Reversing an appellate court decision, the California Supreme Court ruled Tuesday that courts should substitute their “abstract” judgment for the lead agency’s judgment as to what constitutes a “new” project that requires more extensive environmental analysis.
The ruling appears to clear up a conflict between appellate rulings from different districts. But the plaintiffs said they still believe they can win the case on remand.
The case involved a proposed building program at College of San Mateo, a community college located in the City of San Mateo, that would have involved demolishing some buildings and renovating others. Initially, the college certified a mitigated negative declaration for the building program. Years later, however, the college changed the building program so that some buildings that would have been demolished would be renovated, while the Horticulture Building, which wraps around a horticultural garden, would be demolished.
Concluding that the change did not constitute a “new project” under the California Environmental Quality Act, the college issued an addendum to the MND. A group of residents and students calling themselves Friends of the College of San Mateo Gardens sued and won in both San Mateo County Superior Court and the First District Court of Appeal. But in a unanimous decision, the Supreme Court reversed the First District.
“When an agency proposes changes to a previously approved project, CEQA does not authorize courts to invalidate the agency’s action based solely on their own abstract evaluation of whether the agency’s proposal is a new project, rather than a modified version of the old one,” wrote Justice Leondra Kruger in an exceptionally clear and well-written argument.
“… An agency that proposes project changes … must determine whether the previous environmental documents retains any relevance in light of the proposed changes and, if so, whether major revisions to the previous environmental document are nevertheless required due to the involvement of new, previously unstudied significant environmental impacts. These are determinations for the agency to make in the first instance, subject to judicial review for substantial evidence.”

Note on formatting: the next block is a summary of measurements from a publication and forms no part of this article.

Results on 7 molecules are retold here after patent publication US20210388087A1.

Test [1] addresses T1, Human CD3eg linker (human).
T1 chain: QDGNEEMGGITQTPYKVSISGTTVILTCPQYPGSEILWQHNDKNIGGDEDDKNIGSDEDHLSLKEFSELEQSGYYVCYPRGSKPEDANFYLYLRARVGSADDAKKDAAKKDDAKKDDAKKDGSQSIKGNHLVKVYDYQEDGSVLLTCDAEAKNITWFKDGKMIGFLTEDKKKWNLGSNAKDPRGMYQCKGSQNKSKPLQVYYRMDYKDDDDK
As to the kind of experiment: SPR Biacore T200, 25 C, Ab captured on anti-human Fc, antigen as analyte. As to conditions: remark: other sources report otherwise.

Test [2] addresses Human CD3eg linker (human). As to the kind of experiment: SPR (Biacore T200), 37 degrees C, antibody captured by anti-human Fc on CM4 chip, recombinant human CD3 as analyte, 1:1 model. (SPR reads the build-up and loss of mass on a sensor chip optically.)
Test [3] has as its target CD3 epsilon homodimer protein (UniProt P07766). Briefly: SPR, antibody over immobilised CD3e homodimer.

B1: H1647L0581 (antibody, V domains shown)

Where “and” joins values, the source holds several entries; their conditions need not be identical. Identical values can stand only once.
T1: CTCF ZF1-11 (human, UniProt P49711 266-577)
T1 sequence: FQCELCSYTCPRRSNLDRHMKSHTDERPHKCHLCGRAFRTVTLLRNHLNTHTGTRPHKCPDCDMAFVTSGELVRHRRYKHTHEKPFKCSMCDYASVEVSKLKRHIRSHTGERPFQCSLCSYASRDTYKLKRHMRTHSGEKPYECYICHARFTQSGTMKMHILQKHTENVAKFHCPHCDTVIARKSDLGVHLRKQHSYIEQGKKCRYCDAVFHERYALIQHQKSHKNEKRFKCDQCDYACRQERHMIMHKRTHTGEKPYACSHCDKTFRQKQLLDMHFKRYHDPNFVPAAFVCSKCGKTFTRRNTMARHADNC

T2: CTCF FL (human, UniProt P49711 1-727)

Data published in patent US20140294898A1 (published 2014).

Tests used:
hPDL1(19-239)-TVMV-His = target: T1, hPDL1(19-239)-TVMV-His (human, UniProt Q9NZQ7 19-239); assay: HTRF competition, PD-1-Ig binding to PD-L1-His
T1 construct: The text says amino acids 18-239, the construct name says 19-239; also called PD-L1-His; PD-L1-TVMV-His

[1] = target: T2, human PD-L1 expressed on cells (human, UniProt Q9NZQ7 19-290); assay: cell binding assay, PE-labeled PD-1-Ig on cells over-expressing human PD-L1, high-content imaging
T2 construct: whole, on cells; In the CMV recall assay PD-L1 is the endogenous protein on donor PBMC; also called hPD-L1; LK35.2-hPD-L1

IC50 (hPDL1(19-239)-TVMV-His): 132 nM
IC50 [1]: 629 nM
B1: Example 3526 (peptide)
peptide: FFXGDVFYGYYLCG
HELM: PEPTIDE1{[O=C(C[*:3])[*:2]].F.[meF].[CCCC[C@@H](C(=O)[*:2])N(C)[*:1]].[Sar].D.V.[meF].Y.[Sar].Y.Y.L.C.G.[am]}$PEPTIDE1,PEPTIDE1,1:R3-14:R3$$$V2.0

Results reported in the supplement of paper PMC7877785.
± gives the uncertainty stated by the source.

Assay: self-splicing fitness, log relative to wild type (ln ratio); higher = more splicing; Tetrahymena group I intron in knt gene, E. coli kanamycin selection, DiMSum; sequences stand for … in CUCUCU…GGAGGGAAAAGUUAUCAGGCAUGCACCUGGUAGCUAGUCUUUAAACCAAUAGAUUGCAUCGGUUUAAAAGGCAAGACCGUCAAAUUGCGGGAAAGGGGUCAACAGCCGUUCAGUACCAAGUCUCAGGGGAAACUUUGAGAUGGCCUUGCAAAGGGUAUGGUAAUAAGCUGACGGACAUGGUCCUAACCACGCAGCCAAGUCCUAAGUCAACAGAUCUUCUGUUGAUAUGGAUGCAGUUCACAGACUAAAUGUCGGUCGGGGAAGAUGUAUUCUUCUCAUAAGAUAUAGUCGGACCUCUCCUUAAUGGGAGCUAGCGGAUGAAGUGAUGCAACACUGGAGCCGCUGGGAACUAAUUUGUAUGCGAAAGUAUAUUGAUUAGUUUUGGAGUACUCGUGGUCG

That was the important legal ruling, and it was pretty clear. Sabrina Teller, a lawyer, for Remy Moose & Manley who argued the case for the college, told SFGate: “The court is still urging a deferential standard.”
However, Kruger acknowledged that the case before the Supreme Court did not address all issues in the case – including the question of the legal validity of the CEQA Guidelines sections that allow an MND addendum on a modified project rather than an environmental impact report. That’s one reason why the plaintiffs say they are confident of victory on remand.
Susan Brandt-Hawley, lawyer for the plaintiff, said she is still hopeful that the lower courts will distinguish the original and revised project in such a way that her client will win. “Here we have an addendum to a neg dec, and the neg dec was for a preservation project. And the new addendum (actually therefore a revised neg dec) is for a demolition project,” she said in an email to CP&DR.